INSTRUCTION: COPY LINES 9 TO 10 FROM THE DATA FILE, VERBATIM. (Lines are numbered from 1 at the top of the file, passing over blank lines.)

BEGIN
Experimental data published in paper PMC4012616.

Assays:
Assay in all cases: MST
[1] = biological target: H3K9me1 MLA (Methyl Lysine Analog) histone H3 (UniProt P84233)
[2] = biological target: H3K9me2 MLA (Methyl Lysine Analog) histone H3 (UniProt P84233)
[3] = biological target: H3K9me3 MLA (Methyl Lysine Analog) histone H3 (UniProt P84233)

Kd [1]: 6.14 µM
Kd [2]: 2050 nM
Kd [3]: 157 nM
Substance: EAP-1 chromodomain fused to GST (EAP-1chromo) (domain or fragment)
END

Kd [3]: 157 nM
Substance: EAP-1 chromodomain fused to GST (EAP-1chromo) (domain or fragment)